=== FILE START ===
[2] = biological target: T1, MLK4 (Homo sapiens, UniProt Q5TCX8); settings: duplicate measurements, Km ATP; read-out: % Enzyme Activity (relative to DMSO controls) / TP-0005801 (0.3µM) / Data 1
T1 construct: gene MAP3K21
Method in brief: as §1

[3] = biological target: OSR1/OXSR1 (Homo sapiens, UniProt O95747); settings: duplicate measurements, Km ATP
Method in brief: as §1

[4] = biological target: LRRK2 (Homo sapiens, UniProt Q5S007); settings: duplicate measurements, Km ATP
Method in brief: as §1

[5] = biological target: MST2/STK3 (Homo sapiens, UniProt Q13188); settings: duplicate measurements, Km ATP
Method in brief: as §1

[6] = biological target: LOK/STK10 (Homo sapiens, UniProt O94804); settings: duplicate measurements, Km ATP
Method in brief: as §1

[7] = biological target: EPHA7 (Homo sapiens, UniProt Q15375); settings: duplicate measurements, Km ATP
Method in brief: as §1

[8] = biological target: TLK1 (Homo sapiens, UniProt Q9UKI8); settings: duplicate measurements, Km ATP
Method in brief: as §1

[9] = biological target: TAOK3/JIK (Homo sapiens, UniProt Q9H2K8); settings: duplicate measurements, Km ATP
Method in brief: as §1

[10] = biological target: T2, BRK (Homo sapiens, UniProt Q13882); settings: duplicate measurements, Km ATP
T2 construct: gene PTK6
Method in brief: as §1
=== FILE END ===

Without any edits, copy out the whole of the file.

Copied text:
[2] = biological target: T1, MLK4 (Homo sapiens, UniProt Q5TCX8); settings: duplicate measurements, Km ATP; read-out: % Enzyme Activity (relative to DMSO controls) / TP-0005801 (0.3µM) / Data 1
T1 construct: gene MAP3K21
Method in brief: as §1

[3] = biological target: OSR1/OXSR1 (Homo sapiens, UniProt O95747); settings: duplicate measurements, Km ATP
Method in brief: as §1

[4] = biological target: LRRK2 (Homo sapiens, UniProt Q5S007); settings: duplicate measurements, Km ATP
Method in brief: as §1

[5] = biological target: MST2/STK3 (Homo sapiens, UniProt Q13188); settings: duplicate measurements, Km ATP
Method in brief: as §1

[6] = biological target: LOK/STK10 (Homo sapiens, UniProt O94804); settings: duplicate measurements, Km ATP
Method in brief: as §1

[7] = biological target: EPHA7 (Homo sapiens, UniProt Q15375); settings: duplicate measurements, Km ATP
Method in brief: as §1

[8] = biological target: TLK1 (Homo sapiens, UniProt Q9UKI8); settings: duplicate measurements, Km ATP
Method in brief: as §1

[9] = biological target: TAOK3/JIK (Homo sapiens, UniProt Q9H2K8); settings: duplicate measurements, Km ATP
Method in brief: as §1

[10] = biological target: T2, BRK (Homo sapiens, UniProt Q13882); settings: duplicate measurements, Km ATP
T2 construct: gene PTK6
Method in brief: as §1